Black Sheep

Liz Willis and Jim McRae of Buzz Cut Shearing in Pittsford Vt.  Liz has been working with Jim since she’s 8 years old.

We got the sheep sheared on Saturday.  I have four bags of beautiful wool to be processed.  Ma’s wool will go in the garbage, she’s still a big sheep, but no longer looks like a bear.  I was surprised at how black the wool is closer to the sheep’s bodies. (except for Zelda, of course).  It’s really beautiful and without their wool, the sheep look so different. (really very cute)  Now I have a flock of Black Sheep, except for Zelda, the white one, but she becomes the ‘Black Sheep”  metaphorically.  It suits me.

I already ordered sheep suits from Rocky  Sheep Company.  These are jackets to put on the sheep to keep the wool from being bleached by the sun (that’s why the wool on top is brown and the wool closer to the skin is black) and to keep it clean from burdock, hay, etc.    Everyone I spoke to recommended them.  They were really friendly and  helpful on the phone.  I’ll change the suits 4 times throughout the year as the sheep’s wool grows.

I was concerned about getting the sheep shorn in the fall, but I was assured by the shearer that they would be fine as long as they had shelter. (which they do)   Also, their wool grows back so quick, they’ll have a nice coat before it gets really cold.

I’ll be taking the wool to a mill in Brandon Vermont, Mapleview Alpacas.  The pricing for having the wool processed is a bit confusing to me, they charge by the pound and of course I have no idea how many pounds of wool I have.  But they can have it for my by April, which I’m finding is pretty quick compared to some other mills. I’ll skirt the wool (which means cleaning the it of burdock, hay, feces, etc) then drop it off.   I’m planning on having some of it made into yarn and some of it made into roving.  I also have to make a decision about what ply the yarn will be.  I realize this part of it will take some time to figure out depending on what people want and how

So that’s were you come in.  If you think you might want some yarn, just let me know.  If you’re interested in roving, also let me know.  Like I said, this is going to be a process, I’m figuring it out as I go.  So come along if you’d like.  I’ll keep you updated.

A sheared Zelda and the other sheep checking out Ma
Ma’s wool coming off
My flock of black sheep after shearing

11 thoughts on “Black Sheep

  1. I’m definitely interested in purchasing roving, Maria! And I agree, I always loved to see my sheep newly shorn! They were always so frisky when they got rid of their heavy coats!

  2. HI Maria, thanks for all the updates at this busy time – now you have a new angle to your business with the wool. I have just started spinning so I like to buy roving and spin it myself, so not much help on the info for what type of yarn to get. Regarding Ma’s wool, you don’t have to put it in the garbage, there are several ways to reuse that scrapwool for outdoor projects – firstly it can just go in the compost heap, makes a great winter mulch on your flower beds, is also a fantastic liner for hanging baskets, or plants in pots.
    Sorry to read you had to leave your main work table behind in the old studio – can’t Ben, who seems to be able to work out how to fix anything, help you with a way to remove the table legs so you can transport it through the doors, then put it back together in your new studio? That looks like you’ve got it well organised already – love your multicolored yarn wound round that niddy noddy, and all the fabric on view on the shelves. Looking forward to future updates, Hannah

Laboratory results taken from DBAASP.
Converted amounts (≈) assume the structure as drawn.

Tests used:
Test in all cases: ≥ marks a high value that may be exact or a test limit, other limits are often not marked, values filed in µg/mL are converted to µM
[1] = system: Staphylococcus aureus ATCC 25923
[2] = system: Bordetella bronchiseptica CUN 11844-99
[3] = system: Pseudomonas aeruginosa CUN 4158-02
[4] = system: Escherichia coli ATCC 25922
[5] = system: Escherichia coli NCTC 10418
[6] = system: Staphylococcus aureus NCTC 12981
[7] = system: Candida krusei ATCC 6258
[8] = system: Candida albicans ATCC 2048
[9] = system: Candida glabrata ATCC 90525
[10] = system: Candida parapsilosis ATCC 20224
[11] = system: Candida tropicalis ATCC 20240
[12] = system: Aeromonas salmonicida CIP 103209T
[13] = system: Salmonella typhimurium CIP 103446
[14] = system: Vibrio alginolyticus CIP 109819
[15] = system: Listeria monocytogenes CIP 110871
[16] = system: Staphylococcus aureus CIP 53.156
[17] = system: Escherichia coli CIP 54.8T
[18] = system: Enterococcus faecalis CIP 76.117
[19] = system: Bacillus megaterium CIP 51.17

3. Does a black sheep only produce black yarn? I cannot imagine that they can dye that, but I have no idea. I would love to buy a few skeins for knitting – just for the awesomeness of it!!! 😉 XOXO

  4. I’ll be interested and watching to see what kind of roving and yarn you end up with. Might want to buy some of one or the other if I have any money left after moving. Well, I know you can sympathize with me on that problem !!! I think I would like to get some roving in the future to practice on my beginner wheel. Great look to the new studio. Bet you will be churning out some wonderful stuff there. I’ll be thinking of you as you push though the storms. Hoping that you have little or no damages and all air breathing critters on the farm come out the other side the same way they went in.

  5. Will you be posting the availability of the yarn and/or roving on your site when it is ready? I am a knitter and a spinner and would love to see the finished product and would be interested in purchasing either. I love these types of fiber products more than the mass produced ones. I saw the photos of the raw fleeces and they looked beautiful. Are the sheep a specific breed or mixed? Plyed yarns are stronger also there are many different thicknesses from a very fine lace wt. to heavy, bulky yarns, depends on what the mill produces. Do you knit or spin. Also love your quilts.

    1. I do know how to knit but haven’t in years Nancy. I find that I don’t have the time and when I do have free time I would rather spend it doing something less closely related to my work. I used to weave too, and loved it, but it’s the same with weaving. When I have the wool and roving available around April I’ll be posting photos and let you all know what I have available and how much it costs. Thanks for asking.

  6. I guess this is where I need to let you know that I am definitely interested in purchasing some yarn. Sorry to bother you with emails.
    Thinking of you all tonight as the storm gathers….
    Brenda

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